Spine Optics

SpineOptics manufacture glasses frames that have an alternative hinge mechanism. While I am sure it solves a problem in someone’s world, for me, it was simply a case of – oh, they will do – and the fancy hinges came along for the ride.

This entry exists because of the implications of what happens when it breaks. I have had a pair for under two years, and at a would-struggle-to-be-more-inconvenient-moment they broke …a lot.

How normal hinges work:

Things have come on a bunch since I was small – but generally speaking, there is a part of a hinge on the arm, and apart on the frame. The two are bound together by a tiny screw that goes through the top. The use of Loctite (or nail varnish!) can stop these things escaping. However – if they do escape – given that the arm and frame hinge knuckles neatly tesselate – they will hold their connection point, and you can wire, tape, zip tie – whatever you need to get through the day.

The most significant issue with the design was when things went beyond the point at which the hinge would articulate up to. Part of the robustness of the model was that the arm butted up against the frame thus preventing over rotation and providing stability with the arms only going out perpendicular from the frame. This was also their weakness. While you would rarely sit there trying to bend the arms off – life – especially when at school would often involve scenarios that even CERN would struggle to recreate. BEHOLD the evolution to a little sprint loaded sliding mount. Allowing the arm to move outwards, and preventing (up to a point – a ridiculous point) the arm being used against the frame as a fulcrum to tear either the side off of the frame or the hinge from the frame. Either way – it worked a treat in preventing the majority of sorry and puppy-eyed moments when you present your parents with the tattered remains of your MEANS OF SEEING THE WORLD. In those days almost certainly in a shade of brown/black barely tortoiseshell NHS specials. Tiresome.

Spine Glasses work differently:

So SpineOptics extend the concept of the spring loaded hinge mount to a completely fluid articulated joint: Think armadillo meets spine. “Huzzah!” I hear you cry – at last – we are living in the future. ALL THE THINGS!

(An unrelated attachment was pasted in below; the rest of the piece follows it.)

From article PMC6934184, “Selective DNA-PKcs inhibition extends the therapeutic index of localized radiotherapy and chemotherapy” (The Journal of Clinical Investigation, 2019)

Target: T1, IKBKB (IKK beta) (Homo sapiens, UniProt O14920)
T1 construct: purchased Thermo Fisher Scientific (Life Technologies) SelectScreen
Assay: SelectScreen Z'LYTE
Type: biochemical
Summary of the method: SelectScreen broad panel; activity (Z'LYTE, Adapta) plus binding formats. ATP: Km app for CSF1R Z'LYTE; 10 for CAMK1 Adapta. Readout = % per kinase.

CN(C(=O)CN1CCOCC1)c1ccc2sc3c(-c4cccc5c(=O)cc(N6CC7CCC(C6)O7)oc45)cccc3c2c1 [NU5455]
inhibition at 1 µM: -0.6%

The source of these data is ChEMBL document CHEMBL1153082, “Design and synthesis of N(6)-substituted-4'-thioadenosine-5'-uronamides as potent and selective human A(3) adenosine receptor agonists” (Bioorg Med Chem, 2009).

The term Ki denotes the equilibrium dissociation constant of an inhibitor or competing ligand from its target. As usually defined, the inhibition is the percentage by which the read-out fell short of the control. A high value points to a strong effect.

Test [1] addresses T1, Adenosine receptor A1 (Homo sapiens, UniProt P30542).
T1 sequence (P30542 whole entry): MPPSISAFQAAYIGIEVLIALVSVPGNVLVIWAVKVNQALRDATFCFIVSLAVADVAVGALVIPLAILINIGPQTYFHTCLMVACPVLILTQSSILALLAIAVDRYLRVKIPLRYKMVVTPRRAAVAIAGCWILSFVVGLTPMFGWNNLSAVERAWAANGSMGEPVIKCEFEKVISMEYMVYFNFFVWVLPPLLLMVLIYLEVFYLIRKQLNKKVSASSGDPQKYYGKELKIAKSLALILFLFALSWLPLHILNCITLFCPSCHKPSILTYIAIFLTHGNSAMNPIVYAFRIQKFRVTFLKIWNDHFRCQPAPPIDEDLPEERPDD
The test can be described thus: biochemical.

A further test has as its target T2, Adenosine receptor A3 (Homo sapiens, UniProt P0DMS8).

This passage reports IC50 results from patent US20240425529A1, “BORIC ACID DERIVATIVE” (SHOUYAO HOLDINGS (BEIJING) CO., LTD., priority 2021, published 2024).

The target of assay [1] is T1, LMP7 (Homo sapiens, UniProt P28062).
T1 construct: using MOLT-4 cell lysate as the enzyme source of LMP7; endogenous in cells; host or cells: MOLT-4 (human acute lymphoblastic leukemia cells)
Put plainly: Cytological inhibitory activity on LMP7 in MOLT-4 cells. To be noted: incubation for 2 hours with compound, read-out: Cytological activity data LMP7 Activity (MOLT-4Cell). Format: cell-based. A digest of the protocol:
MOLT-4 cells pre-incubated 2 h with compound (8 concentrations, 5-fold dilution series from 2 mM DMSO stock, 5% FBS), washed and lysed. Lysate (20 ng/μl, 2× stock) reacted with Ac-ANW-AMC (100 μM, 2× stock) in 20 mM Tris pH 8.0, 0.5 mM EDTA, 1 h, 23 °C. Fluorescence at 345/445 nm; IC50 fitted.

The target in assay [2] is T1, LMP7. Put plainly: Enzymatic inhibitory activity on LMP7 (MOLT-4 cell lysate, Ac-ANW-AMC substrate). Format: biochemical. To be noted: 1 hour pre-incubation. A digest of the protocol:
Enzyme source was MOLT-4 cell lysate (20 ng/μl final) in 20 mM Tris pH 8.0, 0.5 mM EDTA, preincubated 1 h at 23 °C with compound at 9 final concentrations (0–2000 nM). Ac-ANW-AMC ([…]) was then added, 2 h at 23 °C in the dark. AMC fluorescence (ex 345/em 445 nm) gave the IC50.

O_O

There is something you need to get used to straight away. They close.

The arms snap closed onto the frame as you take them off. If you, like me, were a person who the optician would bemoan removing and placing on your specs one-handed as a child… well that is not going to happen unless you are happy to peer through arms and perch them in a Pince Nez stylee.

Moving on from this – life is good.

Broken:

So there I was. Travelled across country for a week of bootcamp tuition and two tough certification exams on the Friday. Not very me at all. But here I am, and be careful what you wish for.

Trying to be as calm as I could – 4 hours train and wander down back roads late night Sunday to the hotel. Unpack. Get stuff ready for the morning. Take a good long look at the person in the mirror who is about to push the go button on this new challenge….. take off glasses to wash face…. to hear a snap, and a procession of segments of metal plopping into the bowl. Like beads from a broken necklace. Unthreading. with an arm on my ear and rest of my glasses in my hands.

Bugger.

This is suboptimal.

How they work:

A cable heads through some interlocking plates around a corner, and back to whence it came. The cables are terminated in metal blocks, and a spring on each keeps them under tension. The very same tension holds them onto your head or closes the arms when you take them off.

The cable is very much like a bike brake cable. The terminations looking a little higher quality – but you get the idea. Two multi-stranded wires. Equally just like any brake cable exposed to the elements – it is going to snap at some point.
Welcome to my world.

The pain: